Re: [Asrg] We really don't need no stinkin, was MUA spam button

Dave CROCKER <dcrocker@bbiw.net> Sun, 07 February 2010 00:38 UTC

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Date: Sat, 06 Feb 2010 16:38:58 -0800
From: Dave CROCKER <dcrocker@bbiw.net>
Organization: Brandenburg InternetWorking
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Cc: Anti Spam Research Group <asrg@irtf.org>
Subject: Re: [Asrg] We really don't need no stinkin, was MUA spam button
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On 2/6/2010 2:34 PM, John R. Levine wrote:
>> Offhand, your model seems to be confusing public domain names -- such as
>> what others send email to -- from internal names, such as what is used
>> between the hosting service and their direct clients.
>
> Sorry, I don't understand this. Would you call the host name of the POP or
> IMAP server configured into the user's MUA a "public" or an "internal" name?


It's an internal name.

It's not for use by anyone out there in the open
Internet, the way an MX domain name is.  It's for use by clients with whom the 
operator has an established relationship.  That's internal.


 >   It hardly matters, since whichever it is, you cannot
> count on it being consistent or even known to the server operator.

Actually, it matters quite a lot.  Pre-arranged relationship vs. no prior
relationship carry masses of differences.  This becomes merely one more.


> Anyway, since this is supposed to be a research group, I did a little
> research to see what other mail hosting providers do:

You left out yahoo, google, comcast, att, and the broad range of non-US-based
major ISPs.  I believe the list I just provided constitutes the vast majority of 
public mailboxes and I believe they all are "use their domain".

The fact that there is more than one provider that suits your scenario does not
automatically remove it from the edge.

And for reference, you are postulating that the DNS-based query is hugely
expensive for those providers using your scenario, but I'm not convinced that it 
does.

They have tailored software to support the scenario:  they have to, to get the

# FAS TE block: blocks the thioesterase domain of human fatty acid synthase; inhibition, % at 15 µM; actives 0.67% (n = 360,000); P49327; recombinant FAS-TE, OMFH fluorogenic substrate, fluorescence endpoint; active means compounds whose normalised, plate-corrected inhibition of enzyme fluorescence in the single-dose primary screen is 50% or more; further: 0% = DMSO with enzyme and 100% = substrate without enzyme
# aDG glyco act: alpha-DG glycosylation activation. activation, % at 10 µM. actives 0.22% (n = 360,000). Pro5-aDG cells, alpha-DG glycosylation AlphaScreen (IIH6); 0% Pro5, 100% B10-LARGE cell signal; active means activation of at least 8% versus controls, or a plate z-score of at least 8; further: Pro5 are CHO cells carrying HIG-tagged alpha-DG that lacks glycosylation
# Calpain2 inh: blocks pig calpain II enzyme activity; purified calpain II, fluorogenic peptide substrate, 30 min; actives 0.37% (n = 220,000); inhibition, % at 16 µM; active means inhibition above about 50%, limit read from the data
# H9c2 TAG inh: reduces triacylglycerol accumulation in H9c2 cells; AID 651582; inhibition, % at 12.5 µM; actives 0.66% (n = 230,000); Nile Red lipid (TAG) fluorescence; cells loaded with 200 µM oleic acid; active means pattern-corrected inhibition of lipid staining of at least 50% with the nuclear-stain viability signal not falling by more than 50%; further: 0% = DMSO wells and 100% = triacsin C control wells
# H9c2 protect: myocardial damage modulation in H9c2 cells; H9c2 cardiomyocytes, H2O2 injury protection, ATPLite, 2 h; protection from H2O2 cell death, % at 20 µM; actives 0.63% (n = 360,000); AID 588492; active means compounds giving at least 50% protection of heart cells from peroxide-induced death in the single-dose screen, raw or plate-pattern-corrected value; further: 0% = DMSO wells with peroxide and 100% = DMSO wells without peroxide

name-and-address mappings and logins and permissions to all work.  There's a 
considerable administrative engine behind that scenario and I suspect that 
modifying that engine to support this additional function is a long, long way 
from onerous.


>> Here', we have a direct -- single 'hop' -- trust-based relationship. Much
>> simpler.
>
> And it has the same problem as SPF.

You appear to be postulating that the DNS query would fail.  Please explain how 
and in what cases.

DNS queries have significantly different characteristics from multi-hop email 
relaying, so I do not see how the problem SPF experience applies to a DNS query.


> You're proposing a system based on the false premise that all mail is
> delivered via POP and IMAP, and the equally false premise that all POP and
> IMAP servers are referred to by a single name known to the server operator.

(FWIW, I didn't propose this.  I'm merely supporting it...)

The proposal does not know or care about the retrieval protocol.  What it cares 
about is that the retrieval is based on access using a domain name.  If it has a 
domain name for retrieval, then this scheme is reasonable.

I suspect that the use of detached MUAs (thunderbird, outlook, etc.) based on 
Internet applications employs a domain name for something like six sigmas of the 
Internet user population (that uses MUAs.)

But FWIW, it's ok to specify a mechanism that works for "only" those folk who 
use POP or IMAP...

It's ok for a percentage of cases to need a different mechanism.


> The proposals for Authentication-Results: seem to have workable ways to
> detect fake headers. What do they know that we don't?

I'm not aware of its having enough experience to report back on the trust 
boundary enforcement issues.

I suspect when there is reasoned discussion based on experience, we'll also find 
some important differences in the architecture it is used within, differing in 
one or another important ways from the architecture this mechanism is being 
targeted for.

But perhaps not.

d/

-- 

   Dave Crocker
   Brandenburg InternetWorking
   bbiw.net